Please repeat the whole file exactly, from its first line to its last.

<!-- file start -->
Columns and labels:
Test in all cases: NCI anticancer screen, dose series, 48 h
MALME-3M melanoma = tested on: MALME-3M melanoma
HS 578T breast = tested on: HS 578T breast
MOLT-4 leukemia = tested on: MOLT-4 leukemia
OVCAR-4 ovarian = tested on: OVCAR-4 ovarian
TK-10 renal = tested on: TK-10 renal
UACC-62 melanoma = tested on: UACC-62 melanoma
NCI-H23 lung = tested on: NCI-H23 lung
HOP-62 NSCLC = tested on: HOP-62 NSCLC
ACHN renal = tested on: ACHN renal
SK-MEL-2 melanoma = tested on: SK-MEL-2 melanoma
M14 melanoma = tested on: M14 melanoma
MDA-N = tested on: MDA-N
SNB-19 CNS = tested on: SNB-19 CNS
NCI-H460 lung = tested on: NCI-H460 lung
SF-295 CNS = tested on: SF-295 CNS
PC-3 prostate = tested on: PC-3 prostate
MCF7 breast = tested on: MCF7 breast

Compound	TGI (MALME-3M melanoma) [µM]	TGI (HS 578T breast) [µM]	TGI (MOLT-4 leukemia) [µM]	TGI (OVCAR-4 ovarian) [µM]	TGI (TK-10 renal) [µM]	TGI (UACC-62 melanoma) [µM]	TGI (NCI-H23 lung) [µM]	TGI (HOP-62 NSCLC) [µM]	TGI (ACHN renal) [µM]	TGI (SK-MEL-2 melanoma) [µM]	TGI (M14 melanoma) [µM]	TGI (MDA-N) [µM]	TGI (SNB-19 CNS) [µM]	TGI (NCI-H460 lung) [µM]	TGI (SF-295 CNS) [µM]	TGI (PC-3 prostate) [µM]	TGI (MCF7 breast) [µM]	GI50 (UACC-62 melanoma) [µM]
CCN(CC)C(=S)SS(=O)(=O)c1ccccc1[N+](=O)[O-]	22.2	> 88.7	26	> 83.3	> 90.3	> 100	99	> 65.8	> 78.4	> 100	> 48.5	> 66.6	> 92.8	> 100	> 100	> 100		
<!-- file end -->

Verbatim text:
Columns and labels:
Test in all cases: NCI anticancer screen, dose series, 48 h
MALME-3M melanoma = tested on: MALME-3M melanoma
HS 578T breast = tested on: HS 578T breast
MOLT-4 leukemia = tested on: MOLT-4 leukemia
OVCAR-4 ovarian = tested on: OVCAR-4 ovarian
TK-10 renal = tested on: TK-10 renal
UACC-62 melanoma = tested on: UACC-62 melanoma
NCI-H23 lung = tested on: NCI-H23 lung
HOP-62 NSCLC = tested on: HOP-62 NSCLC
ACHN renal = tested on: ACHN renal
SK-MEL-2 melanoma = tested on: SK-MEL-2 melanoma
M14 melanoma = tested on: M14 melanoma
MDA-N = tested on: MDA-N
SNB-19 CNS = tested on: SNB-19 CNS
NCI-H460 lung = tested on: NCI-H460 lung
SF-295 CNS = tested on: SF-295 CNS
PC-3 prostate = tested on: PC-3 prostate
MCF7 breast = tested on: MCF7 breast

Compound	TGI (MALME-3M melanoma) [µM]	TGI (HS 578T breast) [µM]	TGI (MOLT-4 leukemia) [µM]	TGI (OVCAR-4 ovarian) [µM]	TGI (TK-10 renal) [µM]	TGI (UACC-62 melanoma) [µM]	TGI (NCI-H23 lung) [µM]	TGI (HOP-62 NSCLC) [µM]	TGI (ACHN renal) [µM]	TGI (SK-MEL-2 melanoma) [µM]	TGI (M14 melanoma) [µM]	TGI (MDA-N) [µM]	TGI (SNB-19 CNS) [µM]	TGI (NCI-H460 lung) [µM]	TGI (SF-295 CNS) [µM]	TGI (PC-3 prostate) [µM]	TGI (MCF7 breast) [µM]	GI50 (UACC-62 melanoma) [µM]
CCN(CC)C(=S)SS(=O)(=O)c1ccccc1[N+](=O)[O-]	22.2	> 88.7	26	> 83.3	> 90.3	> 100	99	> 65.8	> 78.4	> 100	> 48.5	> 66.6	> 92.8	> 100	> 100	> 100		